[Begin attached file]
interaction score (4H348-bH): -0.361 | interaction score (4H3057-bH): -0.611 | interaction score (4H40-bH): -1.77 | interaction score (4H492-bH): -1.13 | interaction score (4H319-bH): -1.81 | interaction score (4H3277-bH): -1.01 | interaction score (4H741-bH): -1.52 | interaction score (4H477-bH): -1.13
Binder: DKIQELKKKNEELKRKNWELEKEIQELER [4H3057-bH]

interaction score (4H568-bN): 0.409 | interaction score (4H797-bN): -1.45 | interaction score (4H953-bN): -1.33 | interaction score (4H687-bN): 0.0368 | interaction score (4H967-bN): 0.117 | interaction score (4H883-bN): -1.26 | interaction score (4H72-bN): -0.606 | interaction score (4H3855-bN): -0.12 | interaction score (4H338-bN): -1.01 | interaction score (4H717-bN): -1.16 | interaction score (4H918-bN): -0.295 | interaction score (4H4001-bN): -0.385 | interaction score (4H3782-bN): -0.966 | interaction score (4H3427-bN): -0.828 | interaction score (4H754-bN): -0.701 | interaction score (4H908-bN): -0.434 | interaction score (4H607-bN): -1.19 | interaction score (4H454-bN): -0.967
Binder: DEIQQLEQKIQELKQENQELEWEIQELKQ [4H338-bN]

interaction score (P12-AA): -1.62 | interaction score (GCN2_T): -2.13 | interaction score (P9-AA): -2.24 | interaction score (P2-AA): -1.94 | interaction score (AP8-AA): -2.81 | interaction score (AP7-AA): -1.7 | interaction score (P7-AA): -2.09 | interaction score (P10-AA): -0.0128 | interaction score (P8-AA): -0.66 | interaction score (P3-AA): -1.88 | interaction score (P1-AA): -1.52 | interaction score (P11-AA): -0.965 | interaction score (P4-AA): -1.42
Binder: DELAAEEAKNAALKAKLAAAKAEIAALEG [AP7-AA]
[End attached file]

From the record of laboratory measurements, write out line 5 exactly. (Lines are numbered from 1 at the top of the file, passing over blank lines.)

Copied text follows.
interaction score (P12-AA): -1.62 | interaction score (GCN2_T): -2.13 | interaction score (P9-AA): -2.24 | interaction score (P2-AA): -1.94 | interaction score (AP8-AA): -2.81 | interaction score (AP7-AA): -1.7 | interaction score (P7-AA): -2.09 | interaction score (P10-AA): -0.0128 | interaction score (P8-AA): -0.66 | interaction score (P3-AA): -1.88 | interaction score (P1-AA): -1.52 | interaction score (P11-AA): -0.965 | interaction score (P4-AA): -1.42